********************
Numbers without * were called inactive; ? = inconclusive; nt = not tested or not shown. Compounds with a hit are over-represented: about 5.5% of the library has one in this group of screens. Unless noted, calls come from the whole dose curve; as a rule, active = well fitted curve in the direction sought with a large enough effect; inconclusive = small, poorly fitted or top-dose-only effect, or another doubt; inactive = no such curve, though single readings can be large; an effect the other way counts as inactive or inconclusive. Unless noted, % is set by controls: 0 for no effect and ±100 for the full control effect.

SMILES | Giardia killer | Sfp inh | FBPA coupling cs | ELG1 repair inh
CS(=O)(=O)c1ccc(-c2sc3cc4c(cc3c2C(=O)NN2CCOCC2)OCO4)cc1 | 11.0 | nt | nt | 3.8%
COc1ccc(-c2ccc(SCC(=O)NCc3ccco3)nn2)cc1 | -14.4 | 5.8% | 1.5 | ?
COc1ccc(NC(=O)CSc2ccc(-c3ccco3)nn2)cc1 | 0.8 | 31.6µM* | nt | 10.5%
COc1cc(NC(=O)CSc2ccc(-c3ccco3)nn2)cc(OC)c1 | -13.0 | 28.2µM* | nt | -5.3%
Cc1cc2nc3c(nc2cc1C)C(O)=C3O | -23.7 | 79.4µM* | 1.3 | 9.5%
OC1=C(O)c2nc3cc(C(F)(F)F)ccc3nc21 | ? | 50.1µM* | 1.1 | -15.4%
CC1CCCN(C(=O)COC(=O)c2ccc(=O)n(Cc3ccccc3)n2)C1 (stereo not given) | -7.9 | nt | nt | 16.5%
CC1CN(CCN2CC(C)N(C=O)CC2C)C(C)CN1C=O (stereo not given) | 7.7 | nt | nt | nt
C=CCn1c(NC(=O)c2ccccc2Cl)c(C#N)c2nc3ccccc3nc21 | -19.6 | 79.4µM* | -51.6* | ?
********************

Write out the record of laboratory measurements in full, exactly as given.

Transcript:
Numbers without * were called inactive; ? = inconclusive; nt = not tested or not shown. Compounds with a hit are over-represented: about 5.5% of the library has one in this group of screens. Unless noted, calls come from the whole dose curve; as a rule, active = well fitted curve in the direction sought with a large enough effect; inconclusive = small, poorly fitted or top-dose-only effect, or another doubt; inactive = no such curve, though single readings can be large; an effect the other way counts as inactive or inconclusive. Unless noted, % is set by controls: 0 for no effect and ±100 for the full control effect.

SMILES | Giardia killer | Sfp inh | FBPA coupling cs | ELG1 repair inh
CS(=O)(=O)c1ccc(-c2sc3cc4c(cc3c2C(=O)NN2CCOCC2)OCO4)cc1 | 11.0 | nt | nt | 3.8%
COc1ccc(-c2ccc(SCC(=O)NCc3ccco3)nn2)cc1 | -14.4 | 5.8% | 1.5 | ?
COc1ccc(NC(=O)CSc2ccc(-c3ccco3)nn2)cc1 | 0.8 | 31.6µM* | nt | 10.5%
COc1cc(NC(=O)CSc2ccc(-c3ccco3)nn2)cc(OC)c1 | -13.0 | 28.2µM* | nt | -5.3%
Cc1cc2nc3c(nc2cc1C)C(O)=C3O | -23.7 | 79.4µM* | 1.3 | 9.5%
OC1=C(O)c2nc3cc(C(F)(F)F)ccc3nc21 | ? | 50.1µM* | 1.1 | -15.4%
CC1CCCN(C(=O)COC(=O)c2ccc(=O)n(Cc3ccccc3)n2)C1 (stereo not given) | -7.9 | nt | nt | 16.5%
CC1CN(CCN2CC(C)N(C=O)CC2C)C(C)CN1C=O (stereo not given) | 7.7 | nt | nt | nt
C=CCn1c(NC(=O)c2ccccc2Cl)c(C#N)c2nc3ccccc3nc21 | -19.6 | 79.4µM* | -51.6* | ?